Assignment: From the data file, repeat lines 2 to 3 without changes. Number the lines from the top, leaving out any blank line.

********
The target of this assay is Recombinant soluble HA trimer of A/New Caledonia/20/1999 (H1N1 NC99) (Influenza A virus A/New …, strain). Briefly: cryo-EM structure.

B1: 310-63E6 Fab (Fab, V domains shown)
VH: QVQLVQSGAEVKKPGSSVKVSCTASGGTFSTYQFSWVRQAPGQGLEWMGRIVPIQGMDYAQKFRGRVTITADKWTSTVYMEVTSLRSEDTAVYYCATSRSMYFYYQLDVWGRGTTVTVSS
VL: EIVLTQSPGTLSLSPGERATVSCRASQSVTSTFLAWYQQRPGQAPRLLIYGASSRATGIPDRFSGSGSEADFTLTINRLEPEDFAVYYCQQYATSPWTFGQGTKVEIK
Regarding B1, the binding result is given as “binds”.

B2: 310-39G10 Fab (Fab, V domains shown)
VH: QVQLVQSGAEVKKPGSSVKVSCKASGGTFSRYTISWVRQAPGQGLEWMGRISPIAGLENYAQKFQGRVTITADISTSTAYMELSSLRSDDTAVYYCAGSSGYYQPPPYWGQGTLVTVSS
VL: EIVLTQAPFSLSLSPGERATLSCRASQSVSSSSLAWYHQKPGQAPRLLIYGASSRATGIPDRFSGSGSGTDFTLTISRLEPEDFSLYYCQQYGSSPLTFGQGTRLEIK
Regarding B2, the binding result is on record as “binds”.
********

B1: 310-63E6 Fab (Fab, V domains shown)
VH: QVQLVQSGAEVKKPGSSVKVSCTASGGTFSTYQFSWVRQAPGQGLEWMGRIVPIQGMDYAQKFRGRVTITADKWTSTVYMEVTSLRSEDTAVYYCATSRSMYFYYQLDVWGRGTTVTVSS